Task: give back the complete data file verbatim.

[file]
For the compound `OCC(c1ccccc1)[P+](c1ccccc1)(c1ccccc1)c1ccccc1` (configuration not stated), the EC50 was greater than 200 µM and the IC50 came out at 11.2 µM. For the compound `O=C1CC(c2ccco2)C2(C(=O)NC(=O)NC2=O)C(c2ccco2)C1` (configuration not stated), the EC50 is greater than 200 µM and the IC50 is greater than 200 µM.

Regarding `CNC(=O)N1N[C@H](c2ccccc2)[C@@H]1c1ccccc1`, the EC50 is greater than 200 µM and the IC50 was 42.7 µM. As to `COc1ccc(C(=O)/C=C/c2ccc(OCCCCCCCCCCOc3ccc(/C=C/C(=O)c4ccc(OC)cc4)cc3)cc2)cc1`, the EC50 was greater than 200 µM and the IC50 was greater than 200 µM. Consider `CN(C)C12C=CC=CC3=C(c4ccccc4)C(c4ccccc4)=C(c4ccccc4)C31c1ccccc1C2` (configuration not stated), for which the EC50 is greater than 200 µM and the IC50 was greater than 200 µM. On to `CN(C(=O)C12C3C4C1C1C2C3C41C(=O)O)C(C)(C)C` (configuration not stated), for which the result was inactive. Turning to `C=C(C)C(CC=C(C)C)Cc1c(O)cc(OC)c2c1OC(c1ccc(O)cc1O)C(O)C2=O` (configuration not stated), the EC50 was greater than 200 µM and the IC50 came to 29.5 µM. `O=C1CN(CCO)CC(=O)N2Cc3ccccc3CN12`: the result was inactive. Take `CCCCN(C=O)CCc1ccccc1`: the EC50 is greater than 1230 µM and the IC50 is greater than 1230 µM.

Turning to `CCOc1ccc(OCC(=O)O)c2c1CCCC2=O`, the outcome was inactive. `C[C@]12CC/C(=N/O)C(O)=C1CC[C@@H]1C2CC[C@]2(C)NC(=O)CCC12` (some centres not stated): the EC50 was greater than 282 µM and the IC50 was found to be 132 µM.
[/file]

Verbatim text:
For the compound `OCC(c1ccccc1)[P+](c1ccccc1)(c1ccccc1)c1ccccc1` (configuration not stated), the EC50 was greater than 200 µM and the IC50 came out at 11.2 µM. For the compound `O=C1CC(c2ccco2)C2(C(=O)NC(=O)NC2=O)C(c2ccco2)C1` (configuration not stated), the EC50 is greater than 200 µM and the IC50 is greater than 200 µM.

Regarding `CNC(=O)N1N[C@H](c2ccccc2)[C@@H]1c1ccccc1`, the EC50 is greater than 200 µM and the IC50 was 42.7 µM. As to `COc1ccc(C(=O)/C=C/c2ccc(OCCCCCCCCCCOc3ccc(/C=C/C(=O)c4ccc(OC)cc4)cc3)cc2)cc1`, the EC50 was greater than 200 µM and the IC50 was greater than 200 µM. Consider `CN(C)C12C=CC=CC3=C(c4ccccc4)C(c4ccccc4)=C(c4ccccc4)C31c1ccccc1C2` (configuration not stated), for which the EC50 is greater than 200 µM and the IC50 was greater than 200 µM. On to `CN(C(=O)C12C3C4C1C1C2C3C41C(=O)O)C(C)(C)C` (configuration not stated), for which the result was inactive. Turning to `C=C(C)C(CC=C(C)C)Cc1c(O)cc(OC)c2c1OC(c1ccc(O)cc1O)C(O)C2=O` (configuration not stated), the EC50 was greater than 200 µM and the IC50 came to 29.5 µM. `O=C1CN(CCO)CC(=O)N2Cc3ccccc3CN12`: the result was inactive. Take `CCCCN(C=O)CCc1ccccc1`: the EC50 is greater than 1230 µM and the IC50 is greater than 1230 µM.

Turning to `CCOc1ccc(OCC(=O)O)c2c1CCCC2=O`, the outcome was inactive. `C[C@]12CC/C(=N/O)C(O)=C1CC[C@@H]1C2CC[C@]2(C)NC(=O)CCC12` (some centres not stated): the EC50 was greater than 282 µM and the IC50 was found to be 132 µM.